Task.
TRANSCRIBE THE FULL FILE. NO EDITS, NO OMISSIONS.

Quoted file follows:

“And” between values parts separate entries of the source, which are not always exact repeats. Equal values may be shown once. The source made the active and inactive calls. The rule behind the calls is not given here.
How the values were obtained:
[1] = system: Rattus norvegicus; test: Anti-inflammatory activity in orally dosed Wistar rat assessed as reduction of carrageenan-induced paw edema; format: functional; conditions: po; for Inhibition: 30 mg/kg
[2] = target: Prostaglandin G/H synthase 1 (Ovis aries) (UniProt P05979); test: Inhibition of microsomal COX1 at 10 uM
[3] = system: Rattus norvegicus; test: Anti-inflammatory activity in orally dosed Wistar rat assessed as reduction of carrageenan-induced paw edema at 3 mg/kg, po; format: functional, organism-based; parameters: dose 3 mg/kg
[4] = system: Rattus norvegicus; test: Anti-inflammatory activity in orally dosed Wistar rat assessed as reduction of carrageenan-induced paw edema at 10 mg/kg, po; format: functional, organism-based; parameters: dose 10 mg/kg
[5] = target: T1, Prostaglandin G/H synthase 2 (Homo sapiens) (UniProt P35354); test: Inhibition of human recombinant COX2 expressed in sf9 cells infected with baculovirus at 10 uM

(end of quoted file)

“And” between values parts separate entries of the source, which are not always exact repeats. Equal values may be shown once. The source made the active and inactive calls. The rule behind the calls is not given here.
How the values were obtained:
[1] = system: Rattus norvegicus; test: Anti-inflammatory activity in orally dosed Wistar rat assessed as reduction of carrageenan-induced paw edema; format: functional; conditions: po; for Inhibition: 30 mg/kg
[2] = target: Prostaglandin G/H synthase 1 (Ovis aries) (UniProt P05979); test: Inhibition of microsomal COX1 at 10 uM
[3] = system: Rattus norvegicus; test: Anti-inflammatory activity in orally dosed Wistar rat assessed as reduction of carrageenan-induced paw edema at 3 mg/kg, po; format: functional, organism-based; parameters: dose 3 mg/kg
[4] = system: Rattus norvegicus; test: Anti-inflammatory activity in orally dosed Wistar rat assessed as reduction of carrageenan-induced paw edema at 10 mg/kg, po; format: functional, organism-based; parameters: dose 10 mg/kg
[5] = target: T1, Prostaglandin G/H synthase 2 (Homo sapiens) (UniProt P35354); test: Inhibition of human recombinant COX2 expressed in sf9 cells infected with baculovirus at 10 uM